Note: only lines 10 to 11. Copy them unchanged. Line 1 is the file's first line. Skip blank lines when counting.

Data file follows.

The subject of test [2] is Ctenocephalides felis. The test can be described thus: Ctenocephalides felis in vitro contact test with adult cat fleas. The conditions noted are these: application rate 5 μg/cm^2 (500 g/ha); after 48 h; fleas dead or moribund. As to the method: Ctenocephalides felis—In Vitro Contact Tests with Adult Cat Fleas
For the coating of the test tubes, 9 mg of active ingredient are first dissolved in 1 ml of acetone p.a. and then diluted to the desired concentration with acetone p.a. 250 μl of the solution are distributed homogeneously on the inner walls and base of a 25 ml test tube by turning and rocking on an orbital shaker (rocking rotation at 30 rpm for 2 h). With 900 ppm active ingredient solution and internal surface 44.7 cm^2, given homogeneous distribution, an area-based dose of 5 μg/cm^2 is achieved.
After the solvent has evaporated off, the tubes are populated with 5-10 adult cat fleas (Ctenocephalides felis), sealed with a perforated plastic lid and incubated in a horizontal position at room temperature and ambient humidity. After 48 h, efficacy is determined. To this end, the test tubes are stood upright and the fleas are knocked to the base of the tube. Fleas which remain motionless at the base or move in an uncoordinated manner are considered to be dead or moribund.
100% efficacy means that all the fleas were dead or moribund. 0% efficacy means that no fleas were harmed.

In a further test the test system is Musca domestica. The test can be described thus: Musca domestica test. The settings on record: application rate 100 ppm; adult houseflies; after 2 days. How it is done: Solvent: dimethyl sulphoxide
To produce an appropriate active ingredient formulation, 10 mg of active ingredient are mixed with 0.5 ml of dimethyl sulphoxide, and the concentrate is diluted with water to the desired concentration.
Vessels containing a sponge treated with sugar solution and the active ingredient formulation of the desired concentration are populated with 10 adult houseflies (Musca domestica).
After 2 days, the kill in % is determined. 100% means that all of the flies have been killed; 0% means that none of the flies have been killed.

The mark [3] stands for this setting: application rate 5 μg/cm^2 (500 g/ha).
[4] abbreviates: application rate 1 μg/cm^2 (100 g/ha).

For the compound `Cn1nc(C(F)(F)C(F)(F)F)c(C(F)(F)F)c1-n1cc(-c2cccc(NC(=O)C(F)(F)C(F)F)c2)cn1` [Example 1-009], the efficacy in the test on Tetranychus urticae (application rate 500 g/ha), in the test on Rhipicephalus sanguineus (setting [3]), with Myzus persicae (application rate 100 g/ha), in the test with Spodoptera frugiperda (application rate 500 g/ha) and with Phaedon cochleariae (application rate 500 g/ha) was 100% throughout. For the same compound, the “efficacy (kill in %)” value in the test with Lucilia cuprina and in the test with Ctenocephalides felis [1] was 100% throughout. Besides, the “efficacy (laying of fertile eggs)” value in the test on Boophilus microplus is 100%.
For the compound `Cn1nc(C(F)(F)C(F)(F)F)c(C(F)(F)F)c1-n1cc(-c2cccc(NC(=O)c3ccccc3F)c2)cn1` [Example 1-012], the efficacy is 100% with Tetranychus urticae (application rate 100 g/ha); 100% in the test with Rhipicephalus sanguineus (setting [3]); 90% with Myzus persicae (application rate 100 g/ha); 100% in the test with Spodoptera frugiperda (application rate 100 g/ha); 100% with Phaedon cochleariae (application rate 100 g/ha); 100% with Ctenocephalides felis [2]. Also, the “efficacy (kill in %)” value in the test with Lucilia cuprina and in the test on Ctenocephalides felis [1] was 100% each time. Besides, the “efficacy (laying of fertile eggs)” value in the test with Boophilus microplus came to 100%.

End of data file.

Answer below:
[4] abbreviates: application rate 1 μg/cm^2 (100 g/ha).

For the compound `Cn1nc(C(F)(F)C(F)(F)F)c(C(F)(F)F)c1-n1cc(-c2cccc(NC(=O)C(F)(F)C(F)F)c2)cn1` [Example 1-009], the efficacy in the test on Tetranychus urticae (application rate 500 g/ha), in the test on Rhipicephalus sanguineus (setting [3]), with Myzus persicae (application rate 100 g/ha), in the test with Spodoptera frugiperda (application rate 500 g/ha) and with Phaedon cochleariae (application rate 500 g/ha) was 100% throughout. For the same compound, the “efficacy (kill in %)” value in the test with Lucilia cuprina and in the test with Ctenocephalides felis [1] was 100% throughout. Besides, the “efficacy (laying of fertile eggs)” value in the test on Boophilus microplus is 100%.